How often have you seen a standard confidentiality disclaimer at the end of an email? An email I recently received ended with this:
This email together with any attachment(s) is proprietary and confidential, intended for only the recipient(s) named above and contains information that is privileged. You are hereby notified that the dissemination, distribution or copying of this email or its contents including attachments is strictly prohibited. If you have received this email in error, or are not the named recipient(s), you are hereby notified that any review, dissemination, distribution or copying of this communication is prohibited by the sender and doing so constitutes a violation of the Electronic Communications Privacy Act, 18 U.S.C. section 2510-2521. Although precautions have been taken to make sure no viruses are present in this email, [company name] cannot accept responsibility for any loss or damage that may arise from the use of this email or attachment(s).
Even a simpler version, which appeared in an email I received while writing this, is a problem.
The information contained in this message is privileged and intended only for the recipients named. If the reader is not a representative of the intended recipient, any review, dissemination or copying of this message of the information it contains is prohibited. If you have received this message in error, please immediately notify the sender, and delete the original message and attachments.
I’m sure some legal department came up with these disclaimers and insisted they be included in every email, even though compliance with them interferes with marketing and use of their products. In both of the above examples, the email had information the senders expected me to pass on to the other specifiers as well as to our interior design group.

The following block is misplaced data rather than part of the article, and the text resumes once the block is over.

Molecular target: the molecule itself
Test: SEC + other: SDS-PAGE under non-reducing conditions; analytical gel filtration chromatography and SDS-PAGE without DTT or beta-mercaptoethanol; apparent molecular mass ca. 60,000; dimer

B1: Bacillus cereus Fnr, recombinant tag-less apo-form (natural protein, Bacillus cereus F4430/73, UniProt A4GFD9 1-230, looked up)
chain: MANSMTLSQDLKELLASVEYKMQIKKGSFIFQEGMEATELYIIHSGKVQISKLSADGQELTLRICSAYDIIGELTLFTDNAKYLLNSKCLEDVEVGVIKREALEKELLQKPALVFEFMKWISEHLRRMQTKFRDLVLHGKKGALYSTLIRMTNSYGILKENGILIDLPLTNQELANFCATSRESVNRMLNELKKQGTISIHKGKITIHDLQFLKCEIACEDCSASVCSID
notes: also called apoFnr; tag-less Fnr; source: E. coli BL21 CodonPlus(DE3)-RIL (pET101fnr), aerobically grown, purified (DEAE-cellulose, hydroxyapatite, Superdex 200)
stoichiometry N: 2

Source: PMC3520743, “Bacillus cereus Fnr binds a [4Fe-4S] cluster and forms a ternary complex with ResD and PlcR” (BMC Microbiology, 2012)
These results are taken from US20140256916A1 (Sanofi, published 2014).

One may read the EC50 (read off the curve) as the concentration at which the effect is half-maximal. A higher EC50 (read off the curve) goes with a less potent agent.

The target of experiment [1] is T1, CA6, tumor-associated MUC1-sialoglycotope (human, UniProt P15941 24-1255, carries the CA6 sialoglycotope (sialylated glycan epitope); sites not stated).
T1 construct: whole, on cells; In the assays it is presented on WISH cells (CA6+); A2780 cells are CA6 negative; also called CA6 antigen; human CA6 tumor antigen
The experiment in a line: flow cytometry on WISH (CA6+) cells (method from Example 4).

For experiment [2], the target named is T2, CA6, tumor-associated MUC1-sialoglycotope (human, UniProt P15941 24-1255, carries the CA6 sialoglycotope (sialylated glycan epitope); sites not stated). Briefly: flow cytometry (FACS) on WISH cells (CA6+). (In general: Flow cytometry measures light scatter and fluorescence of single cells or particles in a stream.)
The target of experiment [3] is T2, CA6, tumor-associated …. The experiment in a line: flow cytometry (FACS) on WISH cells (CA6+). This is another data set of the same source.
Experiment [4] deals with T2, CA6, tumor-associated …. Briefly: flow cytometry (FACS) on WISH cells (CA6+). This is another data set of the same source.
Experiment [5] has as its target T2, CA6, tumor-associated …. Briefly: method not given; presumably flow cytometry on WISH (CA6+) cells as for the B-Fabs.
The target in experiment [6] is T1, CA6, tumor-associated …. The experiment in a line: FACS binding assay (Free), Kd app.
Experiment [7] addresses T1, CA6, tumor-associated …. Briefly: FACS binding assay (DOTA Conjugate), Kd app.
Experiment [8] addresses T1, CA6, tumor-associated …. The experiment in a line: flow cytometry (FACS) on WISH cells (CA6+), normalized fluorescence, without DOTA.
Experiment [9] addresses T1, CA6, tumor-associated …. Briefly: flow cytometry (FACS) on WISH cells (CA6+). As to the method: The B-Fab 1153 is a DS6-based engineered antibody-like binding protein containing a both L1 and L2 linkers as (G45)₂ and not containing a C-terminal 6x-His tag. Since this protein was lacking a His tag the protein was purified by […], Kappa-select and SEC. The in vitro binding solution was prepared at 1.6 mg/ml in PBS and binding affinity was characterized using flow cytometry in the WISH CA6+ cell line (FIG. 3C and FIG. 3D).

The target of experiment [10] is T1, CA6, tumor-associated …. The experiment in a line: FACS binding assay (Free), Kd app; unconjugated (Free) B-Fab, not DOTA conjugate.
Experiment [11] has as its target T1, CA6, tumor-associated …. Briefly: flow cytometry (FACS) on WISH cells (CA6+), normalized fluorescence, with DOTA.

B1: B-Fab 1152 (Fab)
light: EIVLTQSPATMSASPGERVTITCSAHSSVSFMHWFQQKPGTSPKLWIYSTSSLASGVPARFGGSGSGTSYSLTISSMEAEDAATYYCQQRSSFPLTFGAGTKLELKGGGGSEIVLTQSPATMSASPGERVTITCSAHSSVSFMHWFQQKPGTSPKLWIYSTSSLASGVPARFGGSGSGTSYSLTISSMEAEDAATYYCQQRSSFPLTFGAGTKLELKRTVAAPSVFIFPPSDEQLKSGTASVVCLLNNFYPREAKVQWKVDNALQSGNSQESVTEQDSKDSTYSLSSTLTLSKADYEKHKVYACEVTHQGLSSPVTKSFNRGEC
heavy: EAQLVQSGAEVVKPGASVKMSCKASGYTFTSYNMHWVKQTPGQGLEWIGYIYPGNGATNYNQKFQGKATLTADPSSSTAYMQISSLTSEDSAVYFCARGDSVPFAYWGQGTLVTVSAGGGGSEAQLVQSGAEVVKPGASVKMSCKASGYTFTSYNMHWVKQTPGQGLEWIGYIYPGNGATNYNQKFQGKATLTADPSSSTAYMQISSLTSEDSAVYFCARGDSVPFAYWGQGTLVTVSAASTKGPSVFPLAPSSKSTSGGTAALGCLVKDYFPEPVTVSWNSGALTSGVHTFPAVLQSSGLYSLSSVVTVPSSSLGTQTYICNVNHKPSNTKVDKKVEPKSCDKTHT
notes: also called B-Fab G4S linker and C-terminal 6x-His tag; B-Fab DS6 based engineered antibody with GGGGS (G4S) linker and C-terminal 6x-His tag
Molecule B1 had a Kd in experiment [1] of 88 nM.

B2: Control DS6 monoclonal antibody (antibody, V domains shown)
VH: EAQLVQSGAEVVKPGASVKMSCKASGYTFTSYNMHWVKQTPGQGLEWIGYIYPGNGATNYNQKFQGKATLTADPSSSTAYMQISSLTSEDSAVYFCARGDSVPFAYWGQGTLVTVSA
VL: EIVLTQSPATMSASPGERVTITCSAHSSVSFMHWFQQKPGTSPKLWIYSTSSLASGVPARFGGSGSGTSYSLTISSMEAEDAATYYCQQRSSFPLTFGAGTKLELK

That’s often the case; the senders don’t say it, but they will be pleased if the information is passed on to others. Yet the disclaimer specifically prohibits that; in fact, it essentially says I can’t even talk about it. Not only that, but it states that by doing anything other than deleting the email, I am breaking a law.
This is bad enough when the email does contain product information (though if it’s on the company website, what’s the point of the disclaimer?), but it becomes ludicrous when it follows casual email.
Joe: What are you doing for lunch today? Do you think Bob will want to join us?
This message and its contents are confidential, and are intended only for the recipient. Do not copy or send it to others.
Or a joke. Occasionally, a friend sends collections of funny photos and videos (safe for work variety), clever sayings, and other amusing things found online. All are followed by his agency’s standard disclaimer.
I can’t help but wonder what the legal impact is of a disclaimer that is appended to every email regardless of content. I found several opinions online, most of which agree that in most cases, the disclaimer is meaningless, the exceptions being for email from attorneys or others whose messages are legally considered privileged communication.